EU prepares to rein in rising energy prices

Shiva Singh
High power electricity poles in urban area. Energy supply, distribution of energy, transmitting energy, energy transmission, high voltage supply concept photo.

Belgium, (Brussels Morning Newspaper) EU energy ministers are to discuss plans to rein in rising energy prices later this week, according to a document drafted by the Czech Republic.

Ministers will discuss proposals including emergency loans for the energy market and price caps, Reuters reported on Sunday.

They are to consider temporary exclusion of gas-fired power plants from the bloc’s system for setting electricity prices, price caps on imported natural gas and gas used as fuel in power plants.

In addition, EU ministers will discuss emergency “pan-European credit line support” for energy market companies that face high margin calls.

EU member states have different plans for reining in soaring prices, with Finland and Sweden announcing loan programmes for energy companies worth billions of euro with the aim of preventing rising collateral requirements from forcing companies off the market.

“The margin requirements for futures contracts have increased commensurately with increased daily price fluctuations,” the draft document notes and adds “this makes it almost impossible for an increasing number of companies to keep their hedging positions open, triggering their withdrawal from the futures markets.”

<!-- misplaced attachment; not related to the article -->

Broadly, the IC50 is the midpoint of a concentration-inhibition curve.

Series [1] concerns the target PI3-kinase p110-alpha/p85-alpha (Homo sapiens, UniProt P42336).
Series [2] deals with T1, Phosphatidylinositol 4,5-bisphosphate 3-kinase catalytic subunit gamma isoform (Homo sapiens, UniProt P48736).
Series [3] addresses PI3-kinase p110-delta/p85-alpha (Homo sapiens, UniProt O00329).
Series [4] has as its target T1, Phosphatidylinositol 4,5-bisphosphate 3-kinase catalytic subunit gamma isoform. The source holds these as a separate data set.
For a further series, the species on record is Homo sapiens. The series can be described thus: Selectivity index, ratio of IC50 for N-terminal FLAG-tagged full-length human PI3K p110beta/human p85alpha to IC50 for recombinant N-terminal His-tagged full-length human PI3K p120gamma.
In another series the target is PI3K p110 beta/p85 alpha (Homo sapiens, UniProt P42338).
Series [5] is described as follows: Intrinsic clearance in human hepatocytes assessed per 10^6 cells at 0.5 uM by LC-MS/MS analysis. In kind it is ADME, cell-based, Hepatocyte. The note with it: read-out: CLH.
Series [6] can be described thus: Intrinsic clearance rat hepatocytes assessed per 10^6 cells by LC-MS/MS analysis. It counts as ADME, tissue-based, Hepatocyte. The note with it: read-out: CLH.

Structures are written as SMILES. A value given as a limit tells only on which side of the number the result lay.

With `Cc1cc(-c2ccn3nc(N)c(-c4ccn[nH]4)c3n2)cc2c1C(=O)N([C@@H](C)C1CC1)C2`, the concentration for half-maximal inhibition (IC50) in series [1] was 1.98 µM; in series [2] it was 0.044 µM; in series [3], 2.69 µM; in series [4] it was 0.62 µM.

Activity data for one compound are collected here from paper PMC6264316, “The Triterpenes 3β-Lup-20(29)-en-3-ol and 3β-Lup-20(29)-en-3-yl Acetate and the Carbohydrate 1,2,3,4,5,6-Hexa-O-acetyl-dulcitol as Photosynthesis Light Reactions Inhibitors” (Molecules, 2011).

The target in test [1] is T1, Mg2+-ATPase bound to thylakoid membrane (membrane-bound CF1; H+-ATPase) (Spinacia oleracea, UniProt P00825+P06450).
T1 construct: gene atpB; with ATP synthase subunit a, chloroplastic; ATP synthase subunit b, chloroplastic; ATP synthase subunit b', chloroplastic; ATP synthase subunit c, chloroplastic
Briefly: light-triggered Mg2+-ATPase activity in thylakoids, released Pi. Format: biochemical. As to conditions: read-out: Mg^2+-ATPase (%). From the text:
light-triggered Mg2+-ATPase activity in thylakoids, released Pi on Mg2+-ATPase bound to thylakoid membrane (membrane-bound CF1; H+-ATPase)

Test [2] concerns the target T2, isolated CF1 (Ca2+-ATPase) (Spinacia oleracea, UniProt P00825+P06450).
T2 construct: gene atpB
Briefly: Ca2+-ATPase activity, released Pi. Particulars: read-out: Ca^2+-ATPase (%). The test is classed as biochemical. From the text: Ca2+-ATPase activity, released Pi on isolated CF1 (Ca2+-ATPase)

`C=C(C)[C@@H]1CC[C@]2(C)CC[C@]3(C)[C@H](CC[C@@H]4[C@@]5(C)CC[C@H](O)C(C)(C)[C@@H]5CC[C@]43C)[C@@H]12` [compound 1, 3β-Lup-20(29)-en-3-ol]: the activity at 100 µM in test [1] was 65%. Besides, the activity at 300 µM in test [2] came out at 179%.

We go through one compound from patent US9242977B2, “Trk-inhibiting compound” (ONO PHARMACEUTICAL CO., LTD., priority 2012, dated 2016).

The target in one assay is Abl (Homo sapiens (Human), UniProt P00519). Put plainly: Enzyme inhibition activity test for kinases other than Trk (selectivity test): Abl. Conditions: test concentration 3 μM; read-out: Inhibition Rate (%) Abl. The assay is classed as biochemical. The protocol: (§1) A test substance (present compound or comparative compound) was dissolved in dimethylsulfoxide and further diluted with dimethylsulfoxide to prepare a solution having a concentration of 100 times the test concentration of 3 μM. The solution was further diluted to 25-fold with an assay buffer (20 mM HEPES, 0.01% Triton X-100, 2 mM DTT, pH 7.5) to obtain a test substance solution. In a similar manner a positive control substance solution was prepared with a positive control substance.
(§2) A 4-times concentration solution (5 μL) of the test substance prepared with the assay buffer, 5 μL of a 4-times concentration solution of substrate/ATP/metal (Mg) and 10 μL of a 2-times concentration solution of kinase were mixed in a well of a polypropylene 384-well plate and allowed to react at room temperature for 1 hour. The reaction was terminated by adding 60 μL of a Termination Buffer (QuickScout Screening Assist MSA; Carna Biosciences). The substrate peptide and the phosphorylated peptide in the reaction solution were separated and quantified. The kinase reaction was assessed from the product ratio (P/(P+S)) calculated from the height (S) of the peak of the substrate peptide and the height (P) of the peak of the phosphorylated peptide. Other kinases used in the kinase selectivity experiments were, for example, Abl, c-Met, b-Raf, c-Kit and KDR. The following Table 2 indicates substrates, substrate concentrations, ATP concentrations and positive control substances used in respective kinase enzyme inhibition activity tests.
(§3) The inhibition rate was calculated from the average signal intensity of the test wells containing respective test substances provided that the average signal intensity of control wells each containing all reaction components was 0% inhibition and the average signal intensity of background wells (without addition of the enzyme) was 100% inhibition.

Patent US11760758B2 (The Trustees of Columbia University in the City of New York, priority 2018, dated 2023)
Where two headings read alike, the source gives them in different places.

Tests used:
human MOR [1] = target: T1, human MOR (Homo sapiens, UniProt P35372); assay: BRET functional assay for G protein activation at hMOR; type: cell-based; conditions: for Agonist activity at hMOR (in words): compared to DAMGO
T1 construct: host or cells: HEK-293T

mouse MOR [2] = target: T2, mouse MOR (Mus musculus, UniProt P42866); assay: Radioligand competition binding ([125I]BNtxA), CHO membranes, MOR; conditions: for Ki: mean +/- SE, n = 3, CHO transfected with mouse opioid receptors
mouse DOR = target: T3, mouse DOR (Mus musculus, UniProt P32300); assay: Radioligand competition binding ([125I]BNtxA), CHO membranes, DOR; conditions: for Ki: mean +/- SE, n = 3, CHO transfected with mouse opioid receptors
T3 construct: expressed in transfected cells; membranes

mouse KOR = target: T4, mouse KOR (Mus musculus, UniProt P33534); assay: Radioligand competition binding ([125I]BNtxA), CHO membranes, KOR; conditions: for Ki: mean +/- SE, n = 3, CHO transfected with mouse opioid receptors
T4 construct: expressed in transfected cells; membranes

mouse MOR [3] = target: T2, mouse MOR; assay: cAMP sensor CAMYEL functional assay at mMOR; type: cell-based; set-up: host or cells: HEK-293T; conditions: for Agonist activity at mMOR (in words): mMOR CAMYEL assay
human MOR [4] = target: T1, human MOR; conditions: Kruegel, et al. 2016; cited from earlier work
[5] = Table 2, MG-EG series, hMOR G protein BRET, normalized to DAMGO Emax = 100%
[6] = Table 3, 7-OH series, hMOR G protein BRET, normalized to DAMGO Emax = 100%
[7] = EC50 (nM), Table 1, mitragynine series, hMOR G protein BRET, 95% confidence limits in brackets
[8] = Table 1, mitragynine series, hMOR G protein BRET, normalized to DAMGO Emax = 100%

Power utilities sell electricity years in advance and are facing soaring gas prices, which is putting strain on their solvency.

Nord Stream on hold

The EU market is expecting further growth of prices after Russian energy company Gazprom announced Nord Stream 1 gas pipeline would remain closed until a leak was fixed.

Natural gas prices in the EU have increased nearly 400% in the last year or so, partly due to lower flow through Nord Stream 1, with Gazprom blaming technical problems for disruptions.

Klaus Müller, head of the German Federal Network Agency, pointed out that closure of the pipeline shows the importance of planned liquefied natural gas (LNG) terminals that should come online this winter.

The European Commission commented on Gazprom’s move, noting in a statement “Gazprom’s announcement this afternoon that it is once against shutting down Nord Stream 1 under fallacious pretences is another confirmation of its unreliability as a supplier.”

Jacob Mandel, an associate at Aurora energy consultancy, pointed out “when weather turns cold and demand starts to pick up in the winter in Europe and Asia, there’s only so much LNG out there that Europe can import to replace Russian gas.”

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Shiva is a professional digital marketer who covers the latest updates in the tech industry from across the globe. With an experience of over 5 years in the world of Information Technology, he likes to keep up with every major development and writes fact-based pieces backed by in-depth research.